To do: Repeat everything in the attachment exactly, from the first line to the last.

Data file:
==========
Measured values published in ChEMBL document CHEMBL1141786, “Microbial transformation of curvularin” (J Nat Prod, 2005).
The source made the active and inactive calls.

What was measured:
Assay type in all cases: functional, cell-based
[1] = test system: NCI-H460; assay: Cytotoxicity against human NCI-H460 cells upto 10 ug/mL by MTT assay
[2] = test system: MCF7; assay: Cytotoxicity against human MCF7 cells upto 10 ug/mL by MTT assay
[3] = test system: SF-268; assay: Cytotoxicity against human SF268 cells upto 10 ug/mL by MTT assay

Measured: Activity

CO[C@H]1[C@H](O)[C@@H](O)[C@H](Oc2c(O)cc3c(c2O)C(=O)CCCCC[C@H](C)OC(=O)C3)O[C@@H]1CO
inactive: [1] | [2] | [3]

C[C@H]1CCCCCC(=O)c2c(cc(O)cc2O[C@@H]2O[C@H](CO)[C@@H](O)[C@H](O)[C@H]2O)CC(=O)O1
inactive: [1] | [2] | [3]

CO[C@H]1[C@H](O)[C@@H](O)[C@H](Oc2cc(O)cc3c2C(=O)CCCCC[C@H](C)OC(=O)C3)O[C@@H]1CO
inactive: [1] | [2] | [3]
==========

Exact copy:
Measured values published in ChEMBL document CHEMBL1141786, “Microbial transformation of curvularin” (J Nat Prod, 2005).
The source made the active and inactive calls.

What was measured:
Assay type in all cases: functional, cell-based
[1] = test system: NCI-H460; assay: Cytotoxicity against human NCI-H460 cells upto 10 ug/mL by MTT assay
[2] = test system: MCF7; assay: Cytotoxicity against human MCF7 cells upto 10 ug/mL by MTT assay
[3] = test system: SF-268; assay: Cytotoxicity against human SF268 cells upto 10 ug/mL by MTT assay

Measured: Activity

CO[C@H]1[C@H](O)[C@@H](O)[C@H](Oc2c(O)cc3c(c2O)C(=O)CCCCC[C@H](C)OC(=O)C3)O[C@@H]1CO
inactive: [1] | [2] | [3]

C[C@H]1CCCCCC(=O)c2c(cc(O)cc2O[C@@H]2O[C@H](CO)[C@@H](O)[C@H](O)[C@H]2O)CC(=O)O1
inactive: [1] | [2] | [3]

CO[C@H]1[C@H](O)[C@@H](O)[C@H](Oc2cc(O)cc3c2C(=O)CCCCC[C@H](C)OC(=O)C3)O[C@@H]1CO
inactive: [1] | [2] | [3]